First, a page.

My whole life I have struggled with keeping on weight. I would always feel hunger intensely and when I would scramble for food, I would find moments later I would lose interest and leave where I lay this 70% full portion. I must eat a quarter of what normal Americans do, at that rate. It’s tough. It’s tough not because I do not want it but because anxiety claims my body. It makes the heart flutter uncontrollably and the brow furrow in strained musculature. It takes me so far from the reality I fight to reclaim.
Tonight, I have not had an easy time circling the bed. I could barely sit still without wanting to cry or puke. Last night was a similar story. I have been off my anxiety and depression meds a few months strong now. And combined with a full plate of labor before me, I have felt myself more likely circling the drain. I have slowly been losing ground and the simplest tasks have now become frustratingly impossible. This anxiety I have ridden to bad places. It has convinced me I’m dying, because it really does take a toll. I have never been more than 110 pounds in weight. I would wager I’m slimmer than 99 at this point. If my father’s concern for my lost presence is to be warranted. I am not too far gone, though. I see what is happening with great clarity even with such tired eyes.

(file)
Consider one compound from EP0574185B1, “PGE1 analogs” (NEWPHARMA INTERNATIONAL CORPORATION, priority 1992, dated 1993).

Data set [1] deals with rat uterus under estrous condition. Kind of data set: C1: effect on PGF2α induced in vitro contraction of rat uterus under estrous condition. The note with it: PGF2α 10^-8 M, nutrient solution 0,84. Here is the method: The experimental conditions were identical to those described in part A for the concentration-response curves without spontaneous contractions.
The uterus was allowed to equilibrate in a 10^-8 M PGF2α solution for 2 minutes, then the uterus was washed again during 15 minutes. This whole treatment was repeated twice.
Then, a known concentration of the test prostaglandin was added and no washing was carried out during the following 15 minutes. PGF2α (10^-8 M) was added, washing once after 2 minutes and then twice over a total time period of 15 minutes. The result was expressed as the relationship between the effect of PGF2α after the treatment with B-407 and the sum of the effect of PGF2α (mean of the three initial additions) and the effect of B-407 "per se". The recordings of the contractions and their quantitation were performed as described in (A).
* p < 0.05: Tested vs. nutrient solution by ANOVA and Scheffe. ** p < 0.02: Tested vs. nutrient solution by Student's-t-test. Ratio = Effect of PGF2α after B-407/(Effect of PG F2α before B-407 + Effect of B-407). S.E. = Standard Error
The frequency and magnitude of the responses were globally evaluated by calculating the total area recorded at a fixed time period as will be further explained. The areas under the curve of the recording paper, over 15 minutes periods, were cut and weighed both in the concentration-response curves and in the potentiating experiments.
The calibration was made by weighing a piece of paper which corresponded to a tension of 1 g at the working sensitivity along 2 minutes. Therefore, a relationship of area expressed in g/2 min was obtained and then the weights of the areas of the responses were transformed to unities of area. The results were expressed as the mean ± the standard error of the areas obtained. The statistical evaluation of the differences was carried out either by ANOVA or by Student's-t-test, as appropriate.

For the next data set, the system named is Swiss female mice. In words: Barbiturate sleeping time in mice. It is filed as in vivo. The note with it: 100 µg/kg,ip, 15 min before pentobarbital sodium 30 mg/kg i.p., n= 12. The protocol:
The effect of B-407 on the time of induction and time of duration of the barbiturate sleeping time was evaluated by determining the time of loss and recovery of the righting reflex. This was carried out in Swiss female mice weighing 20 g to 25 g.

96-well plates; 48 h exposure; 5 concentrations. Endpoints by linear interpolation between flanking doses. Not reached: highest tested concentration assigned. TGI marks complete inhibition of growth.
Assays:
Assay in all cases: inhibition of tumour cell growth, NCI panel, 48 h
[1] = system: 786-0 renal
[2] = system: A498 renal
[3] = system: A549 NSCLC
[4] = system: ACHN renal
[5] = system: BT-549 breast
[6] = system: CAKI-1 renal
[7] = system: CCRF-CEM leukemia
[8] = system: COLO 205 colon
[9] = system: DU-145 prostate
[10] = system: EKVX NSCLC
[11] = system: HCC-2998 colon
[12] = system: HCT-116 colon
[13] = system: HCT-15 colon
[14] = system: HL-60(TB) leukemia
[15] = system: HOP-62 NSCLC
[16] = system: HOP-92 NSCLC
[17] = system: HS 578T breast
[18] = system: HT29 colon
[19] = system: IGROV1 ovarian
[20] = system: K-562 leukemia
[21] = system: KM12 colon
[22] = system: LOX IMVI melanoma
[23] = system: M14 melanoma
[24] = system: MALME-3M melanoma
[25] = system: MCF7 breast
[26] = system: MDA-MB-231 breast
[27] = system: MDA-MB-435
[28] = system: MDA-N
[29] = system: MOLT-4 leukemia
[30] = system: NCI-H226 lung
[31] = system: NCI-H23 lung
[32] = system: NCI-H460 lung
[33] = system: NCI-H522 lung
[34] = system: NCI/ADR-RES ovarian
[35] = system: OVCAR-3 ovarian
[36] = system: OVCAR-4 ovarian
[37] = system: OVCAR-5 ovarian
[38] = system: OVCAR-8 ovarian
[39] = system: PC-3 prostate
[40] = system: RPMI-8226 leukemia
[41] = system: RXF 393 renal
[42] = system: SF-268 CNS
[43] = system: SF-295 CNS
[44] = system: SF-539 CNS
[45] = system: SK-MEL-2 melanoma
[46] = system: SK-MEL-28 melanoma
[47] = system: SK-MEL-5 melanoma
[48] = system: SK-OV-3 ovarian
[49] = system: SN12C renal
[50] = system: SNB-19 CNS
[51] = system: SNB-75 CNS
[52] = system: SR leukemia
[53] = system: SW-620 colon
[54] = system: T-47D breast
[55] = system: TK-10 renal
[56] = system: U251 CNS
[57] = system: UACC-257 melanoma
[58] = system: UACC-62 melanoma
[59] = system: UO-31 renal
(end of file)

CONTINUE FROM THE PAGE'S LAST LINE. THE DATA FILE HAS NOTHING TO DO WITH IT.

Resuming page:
I needed the medication. I never wanted to need it, and I convinced myself I did not. But for the time being, my life is too hectic to not have the extra support. I can’t afford to lose any more ground to the menace of the mind. So I fight back. I fight with drugs that counteract the poor wiring up top. I fight because I have to.
A lot of things can kill you in this world. To suspect the body attacking itself is a worse nightmare. But it claims a silent victim no longer. At least for me. And tonight I sleep.